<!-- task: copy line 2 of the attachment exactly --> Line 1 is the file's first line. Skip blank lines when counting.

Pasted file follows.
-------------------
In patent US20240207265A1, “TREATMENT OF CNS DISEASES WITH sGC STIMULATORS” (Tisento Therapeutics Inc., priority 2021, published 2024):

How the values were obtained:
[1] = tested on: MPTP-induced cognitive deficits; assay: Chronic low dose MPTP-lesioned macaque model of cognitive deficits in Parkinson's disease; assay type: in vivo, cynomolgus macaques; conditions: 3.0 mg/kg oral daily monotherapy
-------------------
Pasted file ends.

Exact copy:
How the values were obtained: